Understanding the important role of women in business is a necessity for any company today.
Financial conglomerate Citi has placed a big impetus on empowering women in the workplace. At the very helm of this movement: three female executives. In an exclusive interview with CMO.com, Citi’s Jennifer Breithaupt, global consumer CMO; Molly McCombe, CMO of Citi Retail Services; and Mary Hines, global head of rewards, talk about the role of women and also provide advice for all business leaders–future and present.
CMO.com: How can business leaders become advocates for change within their organizations?
Hines: Use your voice to inspire the change you want to see. Determine the issues that are important for you, and align with like-minded colleagues and/or groups and organizations to champion conversation and action. To quote Madeleine Albright, “It took me quite a long time to develop a voice, and now that I have it, I am not going to be silent.” As female leaders, let’s ensure that women don’t have to wait so long to develop a voice and make their voices heard.
McCombe: I think it’s important that we take risks and be patient yet consistent. Often, leaders see opportunities to improve their organizations but get frustrated when change doesn’t happen quickly enough. By consistently pushing an organization to think and act differently, often by taking and building upon small steps, you can effect change. Also, it’s very important to “walk the talk.” If you are not willing to change yourself, it will be hard to get others to follow.
Breithaupt: As female leaders, we need to pay forward the mentoring we received. The landscape is shifting for women in business, but it’s not moving fast enough. We owe it to one another to help pull each other up and share our secrets to success in competitive environments. For women in leadership roles, make yourself available to rising female talent and provide mentorship to those you lead and influence daily. For women rising through the ranks, seek out a mentor who can help you navigate your career path. Finding the right mentor to encourage and help you take chances on the way is vital. I’m fortunate to have had strong women and men in my life who have guided me both personally and professionally.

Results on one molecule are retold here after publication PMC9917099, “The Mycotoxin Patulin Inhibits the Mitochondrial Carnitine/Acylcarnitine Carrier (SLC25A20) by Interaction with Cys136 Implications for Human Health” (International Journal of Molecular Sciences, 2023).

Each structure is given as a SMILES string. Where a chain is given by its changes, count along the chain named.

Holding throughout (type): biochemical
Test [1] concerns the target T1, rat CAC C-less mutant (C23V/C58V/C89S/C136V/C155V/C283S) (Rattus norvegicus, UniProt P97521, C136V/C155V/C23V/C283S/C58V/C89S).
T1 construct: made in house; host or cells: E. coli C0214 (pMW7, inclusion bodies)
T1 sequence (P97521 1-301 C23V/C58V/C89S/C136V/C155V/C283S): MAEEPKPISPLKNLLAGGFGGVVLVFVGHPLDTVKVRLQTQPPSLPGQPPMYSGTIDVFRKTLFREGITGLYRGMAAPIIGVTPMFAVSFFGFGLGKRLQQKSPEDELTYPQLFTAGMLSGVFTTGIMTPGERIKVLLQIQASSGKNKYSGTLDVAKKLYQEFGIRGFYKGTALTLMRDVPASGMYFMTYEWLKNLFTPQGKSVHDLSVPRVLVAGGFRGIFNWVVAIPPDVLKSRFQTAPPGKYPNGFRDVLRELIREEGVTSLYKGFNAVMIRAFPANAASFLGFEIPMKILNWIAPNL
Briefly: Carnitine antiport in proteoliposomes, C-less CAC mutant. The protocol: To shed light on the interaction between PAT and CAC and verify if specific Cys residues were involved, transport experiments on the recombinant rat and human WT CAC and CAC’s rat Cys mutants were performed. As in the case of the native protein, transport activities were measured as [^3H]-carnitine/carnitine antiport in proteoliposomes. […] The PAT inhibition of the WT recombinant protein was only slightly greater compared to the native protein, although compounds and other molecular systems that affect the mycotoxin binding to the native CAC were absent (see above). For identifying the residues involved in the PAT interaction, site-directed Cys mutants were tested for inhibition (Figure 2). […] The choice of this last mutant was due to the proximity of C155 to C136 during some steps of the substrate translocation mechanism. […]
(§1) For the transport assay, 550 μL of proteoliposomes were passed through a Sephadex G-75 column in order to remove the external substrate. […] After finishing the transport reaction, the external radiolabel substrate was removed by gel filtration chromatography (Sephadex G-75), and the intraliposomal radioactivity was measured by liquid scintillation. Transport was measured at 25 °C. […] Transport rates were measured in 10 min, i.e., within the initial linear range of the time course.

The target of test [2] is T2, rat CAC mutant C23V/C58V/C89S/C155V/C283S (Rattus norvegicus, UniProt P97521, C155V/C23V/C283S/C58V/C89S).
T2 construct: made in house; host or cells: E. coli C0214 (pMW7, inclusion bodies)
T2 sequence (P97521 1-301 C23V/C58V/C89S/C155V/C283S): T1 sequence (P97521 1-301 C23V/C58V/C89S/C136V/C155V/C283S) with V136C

CMO.com: What do you think organizations can do to empower women in the workplace?
McCombe: While many organizations have made great strides during the 30 years that I have been in the corporate world, barriers still exist. Women make the majority of household financial decisions–it makes sense for them to play increasing roles in the consumer finance industry. Yet women are often pigeonholed into specific types of work and not provided a breadth of management experiences. I think organizations should provide women with well-rounded, quantitative, and qualitative assignments so they can develop into strong general managers. I would love to see more women in my industry at every level and in every discipline.
Breithaupt: A significant challenge yet to be effectively tackled is the underrepresentation of women across many industries–especially at the most senior levels. Last year, only about 5% of CEOs at S&P 500 companies were women. This isn’t close to good enough. This barrier needs to be eradicated, and the rationale is clear: Research confirms that when companies effectively embrace diversity and inclusion of all, not only is the quality of their employee base stronger, but talent retention is extended and their employees remain more committed. Companies need to increasingly foster high-potential female talent with a pathway to the C-suite and create a climate wherein women are seen as peers and treated as such in every regard.